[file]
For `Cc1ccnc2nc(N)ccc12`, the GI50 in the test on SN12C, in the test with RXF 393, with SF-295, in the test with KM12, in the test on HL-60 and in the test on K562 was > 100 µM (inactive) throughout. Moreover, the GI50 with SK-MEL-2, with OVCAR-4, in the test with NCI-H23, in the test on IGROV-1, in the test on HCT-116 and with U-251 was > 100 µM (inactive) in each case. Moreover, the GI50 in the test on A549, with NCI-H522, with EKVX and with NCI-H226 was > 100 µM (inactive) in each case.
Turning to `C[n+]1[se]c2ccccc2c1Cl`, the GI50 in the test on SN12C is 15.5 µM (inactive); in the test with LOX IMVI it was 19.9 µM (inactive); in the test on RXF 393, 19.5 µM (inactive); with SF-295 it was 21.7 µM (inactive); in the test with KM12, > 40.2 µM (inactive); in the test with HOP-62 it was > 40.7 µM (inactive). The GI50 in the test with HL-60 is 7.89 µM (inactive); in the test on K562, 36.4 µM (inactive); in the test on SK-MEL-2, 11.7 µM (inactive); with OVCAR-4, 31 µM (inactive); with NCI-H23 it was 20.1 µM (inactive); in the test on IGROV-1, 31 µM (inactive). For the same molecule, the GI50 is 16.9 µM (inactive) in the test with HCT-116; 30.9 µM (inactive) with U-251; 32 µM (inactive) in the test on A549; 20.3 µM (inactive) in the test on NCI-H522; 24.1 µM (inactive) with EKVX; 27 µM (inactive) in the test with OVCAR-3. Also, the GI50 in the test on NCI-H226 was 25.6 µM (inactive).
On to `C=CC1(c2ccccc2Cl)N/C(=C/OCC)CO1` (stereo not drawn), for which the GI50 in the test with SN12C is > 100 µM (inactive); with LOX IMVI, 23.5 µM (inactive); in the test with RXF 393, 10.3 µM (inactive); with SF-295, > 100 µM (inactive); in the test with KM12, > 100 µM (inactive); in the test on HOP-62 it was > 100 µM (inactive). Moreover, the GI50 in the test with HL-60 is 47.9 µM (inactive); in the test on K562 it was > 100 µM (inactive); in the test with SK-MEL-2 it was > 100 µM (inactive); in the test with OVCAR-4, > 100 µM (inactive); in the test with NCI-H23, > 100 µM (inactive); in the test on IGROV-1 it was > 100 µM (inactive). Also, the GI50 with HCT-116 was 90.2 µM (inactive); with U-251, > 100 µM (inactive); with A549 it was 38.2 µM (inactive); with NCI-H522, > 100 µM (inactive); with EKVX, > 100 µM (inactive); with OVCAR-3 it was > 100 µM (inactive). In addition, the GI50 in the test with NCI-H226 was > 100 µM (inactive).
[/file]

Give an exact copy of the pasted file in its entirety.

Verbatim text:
For `Cc1ccnc2nc(N)ccc12`, the GI50 in the test on SN12C, in the test with RXF 393, with SF-295, in the test with KM12, in the test on HL-60 and in the test on K562 was > 100 µM (inactive) throughout. Moreover, the GI50 with SK-MEL-2, with OVCAR-4, in the test with NCI-H23, in the test on IGROV-1, in the test on HCT-116 and with U-251 was > 100 µM (inactive) in each case. Moreover, the GI50 in the test on A549, with NCI-H522, with EKVX and with NCI-H226 was > 100 µM (inactive) in each case.
Turning to `C[n+]1[se]c2ccccc2c1Cl`, the GI50 in the test on SN12C is 15.5 µM (inactive); in the test with LOX IMVI it was 19.9 µM (inactive); in the test on RXF 393, 19.5 µM (inactive); with SF-295 it was 21.7 µM (inactive); in the test with KM12, > 40.2 µM (inactive); in the test with HOP-62 it was > 40.7 µM (inactive). The GI50 in the test with HL-60 is 7.89 µM (inactive); in the test on K562, 36.4 µM (inactive); in the test on SK-MEL-2, 11.7 µM (inactive); with OVCAR-4, 31 µM (inactive); with NCI-H23 it was 20.1 µM (inactive); in the test on IGROV-1, 31 µM (inactive). For the same molecule, the GI50 is 16.9 µM (inactive) in the test with HCT-116; 30.9 µM (inactive) with U-251; 32 µM (inactive) in the test on A549; 20.3 µM (inactive) in the test on NCI-H522; 24.1 µM (inactive) with EKVX; 27 µM (inactive) in the test with OVCAR-3. Also, the GI50 in the test on NCI-H226 was 25.6 µM (inactive).
On to `C=CC1(c2ccccc2Cl)N/C(=C/OCC)CO1` (stereo not drawn), for which the GI50 in the test with SN12C is > 100 µM (inactive); with LOX IMVI, 23.5 µM (inactive); in the test with RXF 393, 10.3 µM (inactive); with SF-295, > 100 µM (inactive); in the test with KM12, > 100 µM (inactive); in the test on HOP-62 it was > 100 µM (inactive). Moreover, the GI50 in the test with HL-60 is 47.9 µM (inactive); in the test on K562 it was > 100 µM (inactive); in the test with SK-MEL-2 it was > 100 µM (inactive); in the test with OVCAR-4, > 100 µM (inactive); in the test with NCI-H23, > 100 µM (inactive); in the test on IGROV-1 it was > 100 µM (inactive). Also, the GI50 with HCT-116 was 90.2 µM (inactive); with U-251, > 100 µM (inactive); with A549 it was 38.2 µM (inactive); with NCI-H522, > 100 µM (inactive); with EKVX, > 100 µM (inactive); with OVCAR-3 it was > 100 µM (inactive). In addition, the GI50 in the test with NCI-H226 was > 100 µM (inactive).